With the fascinating scholarship of The Emperor of All Maladies and the deeply personal experience of When Breath Becomes Air, a world-class oncologist examines the current state of cancer and its devastating impact on the individuals it affects -- including herself.
In The First Cell, Azra Raza offers a searing account of how both medicine and our society (mis)treats cancer, how we can do better, and why we must. A lyrical journey from hope to despair and back again, The First Cell explores cancer from every angle: medical, scientific, cultural, and personal. Indeed, Raza describes how she bore the terrible burden of being her own husband's oncologist as he succumbed to leukemia. Like When Breath Becomes Air, The First Cell is no ordinary book of medicine, but a book of wisdom and grace by an author who has devoted her life to making the unbearable easier to bear.
Raza, a Columbia University professor of medicine and practicing oncologist, offers a passionate account of how humans grapple with the scourge of cancer. She masterfully explains how her research science work intersects with her job treating dying patients on a daily basis: "Nowhere is the science of medicine replaced by the art of caring as in the final days of a terminal illness." She also explains why using animal models to search for new cancer treatments is unlikely to work, as cancer is so variable and dependent on the specific environment in which it grows. Meanwhile, most new cancer drugs, if they work at all, add months to life and are accompanied by severe costs, both financial and physiological. Her message is as simple as it is paradigm-shifting: rather than trying to kill every last cancer cell, medicine needs to focus on finding the first occurring cancer cells. Progress is being made on this front, she shows, but only a small percentage of available research dollars are being spent on it. Showing that compassion is just as important for cancer patients as the drugs administered to them, Raza's deeply personal work brings understanding and empathy to the fore in a way that a purely scientific explication never could.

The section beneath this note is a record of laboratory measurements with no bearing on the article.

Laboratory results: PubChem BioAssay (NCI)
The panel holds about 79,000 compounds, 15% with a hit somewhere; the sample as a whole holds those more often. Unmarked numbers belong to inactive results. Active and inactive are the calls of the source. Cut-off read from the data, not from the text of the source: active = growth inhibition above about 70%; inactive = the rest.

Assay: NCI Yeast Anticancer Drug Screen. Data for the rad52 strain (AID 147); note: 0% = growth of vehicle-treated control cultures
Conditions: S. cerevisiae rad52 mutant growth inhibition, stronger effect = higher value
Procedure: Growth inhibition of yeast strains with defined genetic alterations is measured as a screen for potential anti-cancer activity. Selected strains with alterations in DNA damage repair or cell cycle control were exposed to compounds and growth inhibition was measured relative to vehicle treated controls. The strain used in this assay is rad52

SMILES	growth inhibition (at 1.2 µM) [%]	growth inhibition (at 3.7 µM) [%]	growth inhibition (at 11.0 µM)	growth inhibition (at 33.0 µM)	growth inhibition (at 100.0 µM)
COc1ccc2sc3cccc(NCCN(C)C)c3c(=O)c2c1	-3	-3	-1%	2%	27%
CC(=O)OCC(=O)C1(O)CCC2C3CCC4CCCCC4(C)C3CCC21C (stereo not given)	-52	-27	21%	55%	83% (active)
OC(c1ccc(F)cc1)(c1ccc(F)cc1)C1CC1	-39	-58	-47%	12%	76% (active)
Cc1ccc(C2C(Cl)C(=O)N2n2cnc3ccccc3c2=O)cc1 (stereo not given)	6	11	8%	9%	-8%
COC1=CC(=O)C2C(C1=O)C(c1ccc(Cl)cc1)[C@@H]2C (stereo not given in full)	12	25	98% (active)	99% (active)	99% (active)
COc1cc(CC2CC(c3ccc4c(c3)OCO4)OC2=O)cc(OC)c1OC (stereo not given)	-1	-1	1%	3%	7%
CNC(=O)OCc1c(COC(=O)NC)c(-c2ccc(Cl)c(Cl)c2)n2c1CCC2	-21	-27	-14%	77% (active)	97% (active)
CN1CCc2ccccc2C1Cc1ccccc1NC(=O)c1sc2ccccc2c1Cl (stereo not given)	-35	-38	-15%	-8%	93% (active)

Compelling message marred by a pretentious writing style
There were times when I was reading this book when I wished I could have thanked the author personally, shaken her hand, and maybe even given her a hug. And there were other times when I seriously considered putting the book aside and having nothing more to do with it. The reason is the message versus the overall book. If I had been the author or the editor, once this work was completed, I would have asked: How much of this is about the message, and how much is about Azra Raza? And I would have seriously considered filtering out a significant part of the latter. The book’s message is undeniably valuable and compelling, and the author’s argument is well-presented, clear, and well-documented. Really, everyone should be aware of this message, considering how many of us will be impacted by cancer in our lifetimes. But then there’s the book itself, which often comes across as an extended, pretentious tirade. Added to that, it seems she decided early on to use this book as a chance to give 15 minutes of fame to people she likes, however cheap and cliché her literary devices might be (“Michele floated in lightly, looking beautiful in a summer dress … and gently inquired if we were ready for lunch”), and also to take petty stabs at those she doesn’t like, like the “young male researcher whose ego was so dense, light would bend around him." The endless self-aggrandizement, fist-pounding, and needlessly pretentious language —such as her description of cells “seeking comfort in uninhabited beds, forging alliances with cooperative bedfellows in marrow niches and safe havens of supportive organs” — make the book laughable at times and nauseating at others, so much so that it ultimately comes across as the voice of an eccentric ranting and raving in the wilderness. For me, it’s 5 stars for the message but only 3 for the overall book.